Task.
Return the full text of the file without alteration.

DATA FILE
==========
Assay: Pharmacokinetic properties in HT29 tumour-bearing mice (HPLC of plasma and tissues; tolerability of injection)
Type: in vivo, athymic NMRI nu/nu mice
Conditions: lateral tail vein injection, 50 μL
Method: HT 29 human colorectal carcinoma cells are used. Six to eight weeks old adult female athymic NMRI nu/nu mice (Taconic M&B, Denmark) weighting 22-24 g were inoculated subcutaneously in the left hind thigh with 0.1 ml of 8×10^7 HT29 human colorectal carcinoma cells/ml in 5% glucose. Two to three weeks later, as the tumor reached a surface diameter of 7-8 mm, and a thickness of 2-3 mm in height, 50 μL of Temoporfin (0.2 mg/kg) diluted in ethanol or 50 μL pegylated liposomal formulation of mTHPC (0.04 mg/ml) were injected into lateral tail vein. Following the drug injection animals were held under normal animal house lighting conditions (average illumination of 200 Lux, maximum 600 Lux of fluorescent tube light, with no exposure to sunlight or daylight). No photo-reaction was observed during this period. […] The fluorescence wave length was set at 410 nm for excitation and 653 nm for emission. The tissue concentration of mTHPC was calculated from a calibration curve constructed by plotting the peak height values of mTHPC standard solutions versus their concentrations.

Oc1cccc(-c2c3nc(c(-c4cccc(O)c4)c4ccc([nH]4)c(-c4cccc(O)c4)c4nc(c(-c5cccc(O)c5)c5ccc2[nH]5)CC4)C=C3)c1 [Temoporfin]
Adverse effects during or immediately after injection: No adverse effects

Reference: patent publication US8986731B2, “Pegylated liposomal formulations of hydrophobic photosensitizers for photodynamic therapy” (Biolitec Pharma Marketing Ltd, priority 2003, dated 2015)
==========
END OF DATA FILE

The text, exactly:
Assay: Pharmacokinetic properties in HT29 tumour-bearing mice (HPLC of plasma and tissues; tolerability of injection)
Type: in vivo, athymic NMRI nu/nu mice
Conditions: lateral tail vein injection, 50 μL
Method: HT 29 human colorectal carcinoma cells are used. Six to eight weeks old adult female athymic NMRI nu/nu mice (Taconic M&B, Denmark) weighting 22-24 g were inoculated subcutaneously in the left hind thigh with 0.1 ml of 8×10^7 HT29 human colorectal carcinoma cells/ml in 5% glucose. Two to three weeks later, as the tumor reached a surface diameter of 7-8 mm, and a thickness of 2-3 mm in height, 50 μL of Temoporfin (0.2 mg/kg) diluted in ethanol or 50 μL pegylated liposomal formulation of mTHPC (0.04 mg/ml) were injected into lateral tail vein. Following the drug injection animals were held under normal animal house lighting conditions (average illumination of 200 Lux, maximum 600 Lux of fluorescent tube light, with no exposure to sunlight or daylight). No photo-reaction was observed during this period. […] The fluorescence wave length was set at 410 nm for excitation and 653 nm for emission. The tissue concentration of mTHPC was calculated from a calibration curve constructed by plotting the peak height values of mTHPC standard solutions versus their concentrations.

Oc1cccc(-c2c3nc(c(-c4cccc(O)c4)c4ccc([nH]4)c(-c4cccc(O)c4)c4nc(c(-c5cccc(O)c5)c5ccc2[nH]5)CC4)C=C3)c1 [Temoporfin]
Adverse effects during or immediately after injection: No adverse effects

Reference: patent publication US8986731B2, “Pegylated liposomal formulations of hydrophobic photosensitizers for photodynamic therapy” (Biolitec Pharma Marketing Ltd, priority 2003, dated 2015)